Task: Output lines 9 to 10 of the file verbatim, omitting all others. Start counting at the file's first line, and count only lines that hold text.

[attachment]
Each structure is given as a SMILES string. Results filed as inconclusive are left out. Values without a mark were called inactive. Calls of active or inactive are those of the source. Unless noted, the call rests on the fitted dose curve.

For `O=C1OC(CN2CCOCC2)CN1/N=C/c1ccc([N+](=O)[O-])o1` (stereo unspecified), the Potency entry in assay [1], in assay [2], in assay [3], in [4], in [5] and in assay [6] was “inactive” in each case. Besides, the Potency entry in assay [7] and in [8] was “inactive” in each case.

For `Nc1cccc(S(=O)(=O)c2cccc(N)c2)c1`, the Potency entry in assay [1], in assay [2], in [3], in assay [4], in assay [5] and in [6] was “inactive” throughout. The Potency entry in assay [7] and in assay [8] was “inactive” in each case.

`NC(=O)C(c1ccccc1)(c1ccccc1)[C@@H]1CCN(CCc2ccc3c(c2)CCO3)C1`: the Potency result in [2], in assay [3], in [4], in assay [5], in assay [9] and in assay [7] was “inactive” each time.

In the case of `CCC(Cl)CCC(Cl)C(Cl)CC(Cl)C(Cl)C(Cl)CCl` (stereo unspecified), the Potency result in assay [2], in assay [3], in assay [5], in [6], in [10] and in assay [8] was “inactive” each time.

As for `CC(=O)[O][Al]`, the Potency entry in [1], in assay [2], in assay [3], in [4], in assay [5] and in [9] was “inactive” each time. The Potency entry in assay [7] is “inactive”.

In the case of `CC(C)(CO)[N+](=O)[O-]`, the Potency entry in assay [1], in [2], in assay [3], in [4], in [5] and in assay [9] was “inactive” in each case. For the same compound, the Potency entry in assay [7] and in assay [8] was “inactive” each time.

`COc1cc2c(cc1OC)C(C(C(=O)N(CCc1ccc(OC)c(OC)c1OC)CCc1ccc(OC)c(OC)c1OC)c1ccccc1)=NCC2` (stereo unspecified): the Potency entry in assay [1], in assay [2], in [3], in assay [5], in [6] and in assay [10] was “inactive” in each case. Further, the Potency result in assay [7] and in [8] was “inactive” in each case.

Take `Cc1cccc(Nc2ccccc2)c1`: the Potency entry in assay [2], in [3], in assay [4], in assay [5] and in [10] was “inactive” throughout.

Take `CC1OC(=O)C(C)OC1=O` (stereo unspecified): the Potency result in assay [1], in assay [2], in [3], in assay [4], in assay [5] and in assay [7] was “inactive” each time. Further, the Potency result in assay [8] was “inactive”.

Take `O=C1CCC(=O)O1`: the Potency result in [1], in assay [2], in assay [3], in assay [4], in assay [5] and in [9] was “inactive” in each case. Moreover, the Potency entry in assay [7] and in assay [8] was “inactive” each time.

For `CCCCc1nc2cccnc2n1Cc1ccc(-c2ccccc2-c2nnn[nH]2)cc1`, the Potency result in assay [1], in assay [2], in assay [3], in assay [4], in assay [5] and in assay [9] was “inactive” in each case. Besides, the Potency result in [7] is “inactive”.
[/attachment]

Take `Cc1cccc(Nc2ccccc2)c1`: the Potency entry in assay [2], in [3], in assay [4], in assay [5] and in [10] was “inactive” throughout.

Take `CC1OC(=O)C(C)OC1=O` (stereo unspecified): the Potency result in assay [1], in assay [2], in [3], in assay [4], in assay [5] and in assay [7] was “inactive” each time. Further, the Potency result in assay [8] was “inactive”.